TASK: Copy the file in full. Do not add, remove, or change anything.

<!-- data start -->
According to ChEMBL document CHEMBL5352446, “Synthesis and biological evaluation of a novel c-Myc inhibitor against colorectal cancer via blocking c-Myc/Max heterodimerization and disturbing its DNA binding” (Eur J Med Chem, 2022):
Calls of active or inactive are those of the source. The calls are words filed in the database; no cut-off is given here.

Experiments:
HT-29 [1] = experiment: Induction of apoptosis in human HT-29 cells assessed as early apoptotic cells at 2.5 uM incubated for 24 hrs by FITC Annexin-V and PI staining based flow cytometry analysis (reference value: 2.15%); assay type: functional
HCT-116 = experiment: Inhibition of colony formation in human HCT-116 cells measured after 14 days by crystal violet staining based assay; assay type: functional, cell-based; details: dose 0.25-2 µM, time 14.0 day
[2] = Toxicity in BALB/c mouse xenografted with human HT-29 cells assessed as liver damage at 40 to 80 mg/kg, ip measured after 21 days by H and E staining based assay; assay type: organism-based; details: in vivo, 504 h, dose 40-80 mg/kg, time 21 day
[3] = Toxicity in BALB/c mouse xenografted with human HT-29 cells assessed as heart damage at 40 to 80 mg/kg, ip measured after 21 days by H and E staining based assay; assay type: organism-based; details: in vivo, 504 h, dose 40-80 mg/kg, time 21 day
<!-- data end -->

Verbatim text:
According to ChEMBL document CHEMBL5352446, “Synthesis and biological evaluation of a novel c-Myc inhibitor against colorectal cancer via blocking c-Myc/Max heterodimerization and disturbing its DNA binding” (Eur J Med Chem, 2022):
Calls of active or inactive are those of the source. The calls are words filed in the database; no cut-off is given here.

Experiments:
HT-29 [1] = experiment: Induction of apoptosis in human HT-29 cells assessed as early apoptotic cells at 2.5 uM incubated for 24 hrs by FITC Annexin-V and PI staining based flow cytometry analysis (reference value: 2.15%); assay type: functional
HCT-116 = experiment: Inhibition of colony formation in human HCT-116 cells measured after 14 days by crystal violet staining based assay; assay type: functional, cell-based; details: dose 0.25-2 µM, time 14.0 day
[2] = Toxicity in BALB/c mouse xenografted with human HT-29 cells assessed as liver damage at 40 to 80 mg/kg, ip measured after 21 days by H and E staining based assay; assay type: organism-based; details: in vivo, 504 h, dose 40-80 mg/kg, time 21 day
[3] = Toxicity in BALB/c mouse xenografted with human HT-29 cells assessed as heart damage at 40 to 80 mg/kg, ip measured after 21 days by H and E staining based assay; assay type: organism-based; details: in vivo, 504 h, dose 40-80 mg/kg, time 21 day